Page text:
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Raptors of the Eastern Cape-South Africa-May 2014 as winter comes.
Raptors of the Eastern Cape: Some birding experiences in May 2014.
A recent visit to some of the beautiful cattle farms in the Komga area of the Eastern Cape gave us an opportunity to watch some of the raptors in action as we did some field work for an environmental impact study in relation to the proposed Wind Farms in the area.
As we recorded the birds it was interesting to see how different raptors went about looking for prey in this cool month of the year as winter began to make its presence felt. It became obvious that different birds of prey looked for and found their food in different ways.
The Jackal Buzzard. This large raptor, is possibly the most common one in the area and can be found anywhere in South Africa. They are often seen perched on a tree or telephone pole keeping an eye out for any small moving animal. Their main food source is small mammals, snakes, birds and even insects. It will also eat carrion. What was amazing was to watch a Jackal Buzzard do a ‘Parachute Fall’ into a deep valley to catch a small animal on the ground. The bird gets its name from its call that obviously sounds much like the call of a Jackal. We were fortunate enough to see a Jackal during our visit. The Jackal is a threat to the sheep on the farms and is hunted by farmers with so called “Jackal Packs”, a group of hunting dogs under the supervision of a handler.
The Long-crested Eagle. This smaller Eagle found in the North/Eastern parts of South Africa is less common in the area but during our visit this winter we watched several birds busy looking for their prey. They hunt from a perch, catching mainly rodents and birds but are also known to eat fruit such as figs and mulberries. The ones we watched either followed tree lines causing small birds to flee in fear or in grasslands where they perched on small trees watching carefully for any unsuspecting rodents. They swallow their prey whole.
The Martial Eagle. This magnificent Raptor is widespread throughout the country but now days is found mainly in game reserves. We were excited to see one flying up a deep valley looking down with a typical eagle eye for something to pounce on. This large raptor can take buck up to the size of Blue Duiker but also feeds on water birds and reptiles, even as large as a Water Monitors. The Martial Eagle is listed as vulnerable and so while it is widely spread in its distribution it is always good to see one. This is the first one we have seen in the Eastern Cape.
The African Harrier Hawk (Also known as a Gymnogene). These medium sized raptors are easy to recognize when they fly by the white band across their tail. They forage in trees for their food. They sometimes hunt on the ground and we saw one walking/flying through the long grass looking for reptiles, bird nests and even insects. We also saw one flying slowly over the riparian forest looking for bird movement that would indicate possible nests. This predator is a nest robber of note and when approaching a nesting area gets mobbed by the small birds who are trying to protect their eggs and nestlings.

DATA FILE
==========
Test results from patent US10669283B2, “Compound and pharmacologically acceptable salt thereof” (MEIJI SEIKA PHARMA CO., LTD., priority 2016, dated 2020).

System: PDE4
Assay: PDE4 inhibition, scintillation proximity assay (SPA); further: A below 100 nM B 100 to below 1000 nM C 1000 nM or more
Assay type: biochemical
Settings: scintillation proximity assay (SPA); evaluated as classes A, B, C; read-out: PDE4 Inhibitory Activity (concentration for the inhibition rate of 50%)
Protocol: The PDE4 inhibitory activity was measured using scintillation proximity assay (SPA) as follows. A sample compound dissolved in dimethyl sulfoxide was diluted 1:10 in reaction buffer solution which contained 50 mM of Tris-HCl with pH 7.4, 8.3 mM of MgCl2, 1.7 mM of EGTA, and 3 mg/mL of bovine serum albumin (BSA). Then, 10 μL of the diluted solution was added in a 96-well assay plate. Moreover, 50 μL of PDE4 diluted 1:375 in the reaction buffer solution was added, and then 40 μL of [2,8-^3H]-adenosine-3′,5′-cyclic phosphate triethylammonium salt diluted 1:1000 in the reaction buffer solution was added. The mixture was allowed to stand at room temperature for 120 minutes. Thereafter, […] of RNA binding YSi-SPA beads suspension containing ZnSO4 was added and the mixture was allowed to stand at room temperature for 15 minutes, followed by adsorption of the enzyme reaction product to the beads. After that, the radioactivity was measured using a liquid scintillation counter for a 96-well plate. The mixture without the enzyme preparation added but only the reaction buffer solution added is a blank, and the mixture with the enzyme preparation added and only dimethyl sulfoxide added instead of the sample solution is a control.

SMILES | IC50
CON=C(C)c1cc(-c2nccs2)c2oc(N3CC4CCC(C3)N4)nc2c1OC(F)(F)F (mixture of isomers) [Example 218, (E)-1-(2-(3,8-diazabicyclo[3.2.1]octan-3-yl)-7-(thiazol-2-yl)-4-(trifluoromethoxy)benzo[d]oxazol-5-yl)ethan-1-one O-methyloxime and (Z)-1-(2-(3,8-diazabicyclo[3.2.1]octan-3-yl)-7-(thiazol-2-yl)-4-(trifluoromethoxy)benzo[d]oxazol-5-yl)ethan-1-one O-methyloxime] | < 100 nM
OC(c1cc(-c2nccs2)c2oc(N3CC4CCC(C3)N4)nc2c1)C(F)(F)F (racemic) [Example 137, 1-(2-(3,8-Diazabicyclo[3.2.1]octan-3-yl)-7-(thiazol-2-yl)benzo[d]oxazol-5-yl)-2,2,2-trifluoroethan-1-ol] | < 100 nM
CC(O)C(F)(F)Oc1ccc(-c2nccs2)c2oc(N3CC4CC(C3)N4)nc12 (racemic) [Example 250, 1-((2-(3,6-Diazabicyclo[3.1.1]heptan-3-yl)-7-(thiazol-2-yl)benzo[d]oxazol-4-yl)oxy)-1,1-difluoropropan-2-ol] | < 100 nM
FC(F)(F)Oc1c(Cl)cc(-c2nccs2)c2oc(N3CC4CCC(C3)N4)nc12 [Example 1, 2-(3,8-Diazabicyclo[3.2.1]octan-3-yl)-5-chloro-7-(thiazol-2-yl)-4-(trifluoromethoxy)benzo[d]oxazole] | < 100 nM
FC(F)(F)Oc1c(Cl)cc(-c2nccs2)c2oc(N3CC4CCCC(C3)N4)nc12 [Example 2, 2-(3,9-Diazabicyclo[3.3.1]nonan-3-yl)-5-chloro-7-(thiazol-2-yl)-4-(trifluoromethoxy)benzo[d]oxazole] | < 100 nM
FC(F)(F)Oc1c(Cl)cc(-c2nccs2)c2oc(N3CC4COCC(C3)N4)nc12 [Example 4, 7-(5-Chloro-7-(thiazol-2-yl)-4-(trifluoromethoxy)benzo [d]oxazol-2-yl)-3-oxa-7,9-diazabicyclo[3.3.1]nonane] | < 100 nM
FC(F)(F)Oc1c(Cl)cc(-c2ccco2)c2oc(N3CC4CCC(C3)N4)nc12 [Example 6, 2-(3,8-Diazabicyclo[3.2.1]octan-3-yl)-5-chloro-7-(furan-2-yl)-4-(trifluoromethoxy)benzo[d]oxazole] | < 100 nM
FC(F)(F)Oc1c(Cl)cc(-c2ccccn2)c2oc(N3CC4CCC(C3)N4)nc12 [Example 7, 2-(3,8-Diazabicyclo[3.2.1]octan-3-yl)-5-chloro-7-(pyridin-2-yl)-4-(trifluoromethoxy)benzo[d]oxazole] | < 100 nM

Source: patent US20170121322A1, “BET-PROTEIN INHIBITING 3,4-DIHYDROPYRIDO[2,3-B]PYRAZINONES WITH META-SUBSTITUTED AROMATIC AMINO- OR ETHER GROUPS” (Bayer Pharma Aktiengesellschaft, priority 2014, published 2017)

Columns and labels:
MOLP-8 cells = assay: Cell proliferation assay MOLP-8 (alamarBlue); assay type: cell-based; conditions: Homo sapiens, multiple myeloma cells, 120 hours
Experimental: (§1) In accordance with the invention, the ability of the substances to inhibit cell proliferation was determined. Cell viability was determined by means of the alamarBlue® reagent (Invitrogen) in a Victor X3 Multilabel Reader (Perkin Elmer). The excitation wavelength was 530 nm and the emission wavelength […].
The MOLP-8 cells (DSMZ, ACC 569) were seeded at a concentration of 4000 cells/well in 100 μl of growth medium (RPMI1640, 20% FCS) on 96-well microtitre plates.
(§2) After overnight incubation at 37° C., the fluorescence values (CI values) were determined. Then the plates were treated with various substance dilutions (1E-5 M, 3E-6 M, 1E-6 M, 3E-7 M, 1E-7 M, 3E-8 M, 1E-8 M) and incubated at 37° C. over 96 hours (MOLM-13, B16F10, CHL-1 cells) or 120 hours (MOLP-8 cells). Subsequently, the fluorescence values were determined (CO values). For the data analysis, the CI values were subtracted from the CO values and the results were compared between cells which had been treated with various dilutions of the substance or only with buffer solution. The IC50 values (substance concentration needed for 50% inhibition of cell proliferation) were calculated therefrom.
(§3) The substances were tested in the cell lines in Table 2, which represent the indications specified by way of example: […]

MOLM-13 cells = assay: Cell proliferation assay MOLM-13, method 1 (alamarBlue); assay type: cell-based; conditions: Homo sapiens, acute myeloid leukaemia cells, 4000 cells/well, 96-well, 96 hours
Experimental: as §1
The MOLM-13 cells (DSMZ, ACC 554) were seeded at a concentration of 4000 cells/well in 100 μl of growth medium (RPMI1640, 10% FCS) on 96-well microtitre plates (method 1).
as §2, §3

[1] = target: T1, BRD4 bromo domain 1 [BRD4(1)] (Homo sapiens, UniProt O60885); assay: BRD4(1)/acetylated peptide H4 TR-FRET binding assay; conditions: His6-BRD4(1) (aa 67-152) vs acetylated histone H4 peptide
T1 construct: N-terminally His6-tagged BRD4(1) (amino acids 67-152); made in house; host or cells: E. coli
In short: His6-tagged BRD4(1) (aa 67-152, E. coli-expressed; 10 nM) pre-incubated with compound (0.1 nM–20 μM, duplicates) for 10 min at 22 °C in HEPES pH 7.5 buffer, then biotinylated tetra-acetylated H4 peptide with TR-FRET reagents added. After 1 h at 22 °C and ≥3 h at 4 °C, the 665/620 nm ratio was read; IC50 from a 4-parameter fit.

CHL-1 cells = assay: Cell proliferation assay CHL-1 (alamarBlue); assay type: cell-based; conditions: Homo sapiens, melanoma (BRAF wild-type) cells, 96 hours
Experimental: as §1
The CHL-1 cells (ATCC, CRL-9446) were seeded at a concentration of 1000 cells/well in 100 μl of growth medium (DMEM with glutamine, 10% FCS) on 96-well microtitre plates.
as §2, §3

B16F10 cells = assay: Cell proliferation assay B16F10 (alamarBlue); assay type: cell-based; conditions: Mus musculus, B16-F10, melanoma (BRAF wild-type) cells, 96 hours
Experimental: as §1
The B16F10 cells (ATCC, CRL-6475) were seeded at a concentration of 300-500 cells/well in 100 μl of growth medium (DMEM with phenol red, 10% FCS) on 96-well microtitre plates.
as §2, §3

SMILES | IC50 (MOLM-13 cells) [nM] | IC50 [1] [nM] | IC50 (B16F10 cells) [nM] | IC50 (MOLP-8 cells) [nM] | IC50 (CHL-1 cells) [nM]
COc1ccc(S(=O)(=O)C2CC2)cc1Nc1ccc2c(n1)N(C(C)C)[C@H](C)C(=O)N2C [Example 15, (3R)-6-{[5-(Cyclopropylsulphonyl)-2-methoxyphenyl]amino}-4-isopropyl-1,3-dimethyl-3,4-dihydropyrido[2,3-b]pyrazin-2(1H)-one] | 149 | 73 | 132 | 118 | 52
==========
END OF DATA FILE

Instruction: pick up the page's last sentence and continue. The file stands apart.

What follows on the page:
The Crowned Eagle. Another magnificent bird that vies with the Martial and Verreaux’s Eagle for the position as the largest eagle in our area. He also feeds mostly in the forest where he pounces from the trees to capture his prey. Again usually found further north along the eastern part of South Africa he often occurs in our area and is even seen in the urban areas of East London. His food includes Monkeys, Mongoose, Antelope and a variety of birds.
The Rock Kestrel. One of the smaller raptors in our area and also wide spread throughout South Africa. In Afrikaans it is called a “Rooivalk” translated as “Red Kestrel” and that tells one about his colour. It is however his grey hood and small size that makes him easy to identify. At the same time he can be confused by the Greater Kestrel, but that is not found in our area. We were delighted to watch one of these birds hawking the grass in front of us for food that consists mainly of lizards, snakes and insects. We only saw him taking grasshoppers that seemed reasonable plentiful at this time of the year.
The African Fish Eagle. While this area that we visited does not have large rivers (The Kei is about 20km further N/E) the farm dams provide suitable habitat for this beautiful bird. The haunting call of a Fish Eagle as he soars high above the veldt is one that reaches the soul of any nature lover. We saw these birds almost every day, either flying high in the sky or perched on a tree overlooking a dam. It is interesting to note that while his diet is mainly made up of fish he also eats carrion, nestlings, eggs and even on occasions Dassies (Rock Rabbits) and monkeys.
The Secretary Bird. While relaxing at lunch time on a farm near the Kei Cuttings we were surprised and delighted to see one of these birds walking past in the long grass in front of our car. He searches methodically in the grass for any food available and can walk several kilometers a day on his quest. 87% of his diet consists of large grasshoppers but rodents, lizards and birds make up most of the rest of his food source. In contrast to common belief snakes only make up about 1% of his diet.
The Rest of the birds: We recorded several other raptors including Cape Vulture, African Goshawk and Lanner Falcon as well as the unusual Ground Hornbill and flocks of Crowned Hornbill. The Eastern Cape is a good place to do some serious birding and the Game Reserves like Addo Elephant Park provide the visitor with great places to do so.
Reference: Roberts’ Birds of Southern Africa. 6th Edition.